The integration of an Electronic Information Management System (EIMS) can have a significant impact on the security and usability of the surveillance system.
In a manual or non-electronic system, data security largely depends on physical security measures. This could include secure storage facilities for paper records or access controls to the locations where data is stored. Besides, access to data in a manual system is often controlled by physical possession of the data or access to the location where it’s stored. It can be difficult to restrict access to specific parts of the data or track who has accessed the data. In a manual system, data recovery and backup can also be challenging. If paper records are damaged or lost, it may not be possible to recover the data.
With an EIMS, data security shifts from physical security measures to digital security measures. This can include encryption of data, use of secure servers, and implementation of firewalls and other cybersecurity measures. An EIMS can provide detailed access controls, allowing specific users access to specific parts of the data. It can also track who has accessed or modified the data, providing an audit trail. Lastly, an EIMS can provide robust options for data recovery and backup. Data can be regularly backed up to secure locations, and if data is lost or damaged, it can often be recovered from these backups.
However, it’s important to note that while an EIMS can provide enhanced security capabilities, it also introduces new vulnerabilities. For example, the system could be vulnerable to cyber-attacks. Therefore, it’s crucial that appropriate cybersecurity measures are implemented and regularly updated to protect the system and its data.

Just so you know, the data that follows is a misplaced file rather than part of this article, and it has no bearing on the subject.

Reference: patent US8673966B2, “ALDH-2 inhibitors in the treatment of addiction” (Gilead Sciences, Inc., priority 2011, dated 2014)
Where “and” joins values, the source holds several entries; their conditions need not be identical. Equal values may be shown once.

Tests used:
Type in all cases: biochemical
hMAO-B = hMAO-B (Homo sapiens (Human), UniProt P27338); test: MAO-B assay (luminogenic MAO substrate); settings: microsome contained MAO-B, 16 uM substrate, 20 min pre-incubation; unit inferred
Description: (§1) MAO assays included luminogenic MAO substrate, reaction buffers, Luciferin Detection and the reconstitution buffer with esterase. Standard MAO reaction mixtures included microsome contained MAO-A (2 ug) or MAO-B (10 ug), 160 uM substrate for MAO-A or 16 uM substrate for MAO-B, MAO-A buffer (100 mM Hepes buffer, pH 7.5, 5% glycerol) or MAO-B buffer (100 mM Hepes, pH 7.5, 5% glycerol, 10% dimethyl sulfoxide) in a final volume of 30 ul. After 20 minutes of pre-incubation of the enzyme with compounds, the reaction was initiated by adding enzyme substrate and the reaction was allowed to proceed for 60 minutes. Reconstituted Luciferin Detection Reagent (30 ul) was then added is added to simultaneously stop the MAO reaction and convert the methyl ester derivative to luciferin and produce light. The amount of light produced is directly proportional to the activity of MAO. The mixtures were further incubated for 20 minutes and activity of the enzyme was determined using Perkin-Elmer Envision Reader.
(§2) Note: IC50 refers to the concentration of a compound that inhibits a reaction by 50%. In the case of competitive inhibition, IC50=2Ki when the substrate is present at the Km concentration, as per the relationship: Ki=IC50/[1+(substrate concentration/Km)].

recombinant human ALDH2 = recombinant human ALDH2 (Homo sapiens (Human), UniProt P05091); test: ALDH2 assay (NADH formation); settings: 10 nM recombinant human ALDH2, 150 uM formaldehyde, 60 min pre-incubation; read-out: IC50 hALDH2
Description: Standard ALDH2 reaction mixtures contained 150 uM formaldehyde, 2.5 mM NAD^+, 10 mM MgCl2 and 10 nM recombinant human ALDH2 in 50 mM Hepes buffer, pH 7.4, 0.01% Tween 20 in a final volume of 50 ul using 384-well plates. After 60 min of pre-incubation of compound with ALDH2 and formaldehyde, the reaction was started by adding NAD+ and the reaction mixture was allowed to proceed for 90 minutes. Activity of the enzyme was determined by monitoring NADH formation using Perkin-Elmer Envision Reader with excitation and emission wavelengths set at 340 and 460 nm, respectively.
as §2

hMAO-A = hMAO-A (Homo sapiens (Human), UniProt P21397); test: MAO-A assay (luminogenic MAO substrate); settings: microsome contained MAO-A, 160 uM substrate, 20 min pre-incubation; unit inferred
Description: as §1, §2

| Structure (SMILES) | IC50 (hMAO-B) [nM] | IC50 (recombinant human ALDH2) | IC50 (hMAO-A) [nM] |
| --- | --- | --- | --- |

In a manual system, data is often entered by hand, which can be time-consuming and prone to human error. This can lead to inaccuracies in the data. Different users may have different ways of entering the same information, leading to inconsistencies in the data. Access to the data may be limited to those who have physical access to where the data is stored. Analyzing data from a manual system can be challenging and time-consuming as it often involves sorting through large amounts of paper records.
EIMS can automate certain aspects of data entry, reducing the time required and the potential for human error. Electronic systems can enforce standardization in data entry, ensuring that the same information is entered in the same way by all users. EIMS can make data accessible from anywhere, anytime, improving accessibility for all authorized users. EIMS often comes with built-in tools for data analysis, making it easier to analyze and interpret the data.
However, it’s important to note that these improvements would depend on various factors, such as the specific features and capabilities of the electronic system, the training and proficiency of the users, and the infrastructure available for supporting the system.